2. Internet helps ensure mother knows best when it comes to preventing childhood obesity
3. Obesity: A new appetite-increasing mechanism discovered
4. IRICoR and Université de Montréal license a novel program for early-onset morbid obesity to Pfizer
5. Cleveland Clinics 2013 Obesity Summit explores causes, prevention and treatment of obesity
6. Fat and obesity gene also affects hip fracture
7. Education protects women from the obesity associated with urban living
8. Rich or poor in gut bacteria brings new vision for obesity treatment
9. Vigorous physical activity linked to lower incidence of obesity in young African-American women
10. Obesity and mortality association differs between individuals with and without diabetes
11. New IOM report lays out plan to determine effectiveness of obesity prevention efforts
Post Your Comments:
*Name:
*Comment:
*Email:
Related Image:
Does obesity reshape our sense of taste?
(Date:4/28/2016)... BANGALORE, India , April 28, 2016 /PRNewswire/ ... product subsidiary of Infosys (NYSE: INFY ), and ... global partnership that will provide end customers with ... banking and payment services.      (Logo: http://photos.prnewswire.com/prnh/20130122/589162 ... area for financial services, but it also plays a fundamental ...
(Date:4/26/2016)... 27, 2016 Research and ... Biometrics Market 2016-2020"  report to their offering.  , ... The analysts forecast the global multimodal biometrics ... during the period 2016-2020.  Multimodal biometrics ... such as the healthcare, BFSI, transportation, automotive, and ...
(Date:4/15/2016)... Research and Markets has announced ... 2016-2020,"  report to their offering.  , ... global gait biometrics market is expected to grow ... 2016-2020. Gait analysis generates multiple variables ... to compute factors that are not or cannot ...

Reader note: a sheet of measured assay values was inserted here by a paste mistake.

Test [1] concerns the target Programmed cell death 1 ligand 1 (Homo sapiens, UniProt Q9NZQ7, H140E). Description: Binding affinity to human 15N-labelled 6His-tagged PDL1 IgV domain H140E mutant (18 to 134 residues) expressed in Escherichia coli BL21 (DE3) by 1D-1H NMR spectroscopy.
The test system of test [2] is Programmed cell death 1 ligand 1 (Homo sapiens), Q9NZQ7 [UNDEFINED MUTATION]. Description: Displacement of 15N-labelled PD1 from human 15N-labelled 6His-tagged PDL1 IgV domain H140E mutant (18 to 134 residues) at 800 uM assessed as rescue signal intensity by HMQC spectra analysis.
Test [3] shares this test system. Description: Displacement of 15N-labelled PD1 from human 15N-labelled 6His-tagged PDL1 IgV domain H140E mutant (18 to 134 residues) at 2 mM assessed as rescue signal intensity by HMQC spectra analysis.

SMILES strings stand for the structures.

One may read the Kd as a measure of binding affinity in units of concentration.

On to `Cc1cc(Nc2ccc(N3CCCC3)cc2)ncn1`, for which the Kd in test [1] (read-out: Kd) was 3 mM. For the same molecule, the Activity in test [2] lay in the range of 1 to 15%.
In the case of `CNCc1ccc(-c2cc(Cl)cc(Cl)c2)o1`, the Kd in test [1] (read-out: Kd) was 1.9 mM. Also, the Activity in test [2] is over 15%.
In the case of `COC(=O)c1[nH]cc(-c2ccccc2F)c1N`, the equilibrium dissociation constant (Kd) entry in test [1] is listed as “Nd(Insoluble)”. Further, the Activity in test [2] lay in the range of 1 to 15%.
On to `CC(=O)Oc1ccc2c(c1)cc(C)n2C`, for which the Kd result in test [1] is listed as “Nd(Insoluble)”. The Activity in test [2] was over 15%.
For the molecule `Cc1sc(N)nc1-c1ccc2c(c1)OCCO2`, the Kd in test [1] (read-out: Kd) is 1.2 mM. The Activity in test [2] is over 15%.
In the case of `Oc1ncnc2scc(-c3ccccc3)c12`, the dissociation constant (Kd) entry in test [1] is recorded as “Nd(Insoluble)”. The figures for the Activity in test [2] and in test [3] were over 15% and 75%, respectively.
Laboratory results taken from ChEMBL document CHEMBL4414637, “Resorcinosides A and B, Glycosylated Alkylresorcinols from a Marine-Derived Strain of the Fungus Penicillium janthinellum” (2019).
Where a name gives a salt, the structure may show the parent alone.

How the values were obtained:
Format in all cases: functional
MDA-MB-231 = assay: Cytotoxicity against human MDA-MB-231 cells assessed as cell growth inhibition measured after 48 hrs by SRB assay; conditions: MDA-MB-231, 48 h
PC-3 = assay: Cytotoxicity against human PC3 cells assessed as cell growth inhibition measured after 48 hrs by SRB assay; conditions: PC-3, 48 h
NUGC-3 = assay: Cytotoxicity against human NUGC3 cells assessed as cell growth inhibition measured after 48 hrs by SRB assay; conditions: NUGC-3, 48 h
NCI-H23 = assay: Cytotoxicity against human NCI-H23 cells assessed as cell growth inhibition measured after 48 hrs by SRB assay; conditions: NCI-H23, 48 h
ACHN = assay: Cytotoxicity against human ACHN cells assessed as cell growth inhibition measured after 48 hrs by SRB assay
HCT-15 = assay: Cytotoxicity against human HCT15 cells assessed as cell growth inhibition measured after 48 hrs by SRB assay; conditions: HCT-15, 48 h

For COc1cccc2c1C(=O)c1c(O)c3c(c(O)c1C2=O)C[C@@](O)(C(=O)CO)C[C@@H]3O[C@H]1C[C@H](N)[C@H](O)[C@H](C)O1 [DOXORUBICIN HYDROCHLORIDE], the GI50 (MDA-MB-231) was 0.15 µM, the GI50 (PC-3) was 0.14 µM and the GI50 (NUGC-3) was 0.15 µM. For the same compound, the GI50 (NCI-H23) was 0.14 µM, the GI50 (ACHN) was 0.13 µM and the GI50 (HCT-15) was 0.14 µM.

Breaking Biology News(10 mins):
(Date:6/27/2016)... /PRNewswire/ - BIOREM Inc. (TSX-V: BRM) ("Biorem" or "the Company") ... shareholders, Clean Technology Fund I, LP and Clean Technology ... based venture capital funds which together hold approximately 59% ... diluted, as converted basis), that they have entered into ... holdings in Biorem to TUS Holdings Co. Ltd. ("TUS") ...
(Date:6/27/2016)... ... June 27, 2016 , ... Parallel 6 , the ... today the Clinical Reach Virtual Patient Encounter CONSULT module which enables both ... physician and clinical trial team. , Using the CONSULT module, patients and physicians can ...
(Date:6/27/2016)... June 27, 2016  Liquid Biotech ... funding of a Sponsored Research Agreement with The ... cells (CTCs) from cancer patients.  The funding will ... levels correlate with clinical outcomes in cancer patients ... will then be employed to support the design ...
(Date:6/24/2016)... June 24, 2016 Epic Sciences unveiled ... cancers susceptible to PARP inhibitors by targeting homologous ... (CTCs). The new test has already been incorporated ... multiple cancer types. Over 230 clinical ... response pathways, including PARP, ATM, ATR, DNA-PK and ...
Breaking Biology Technology: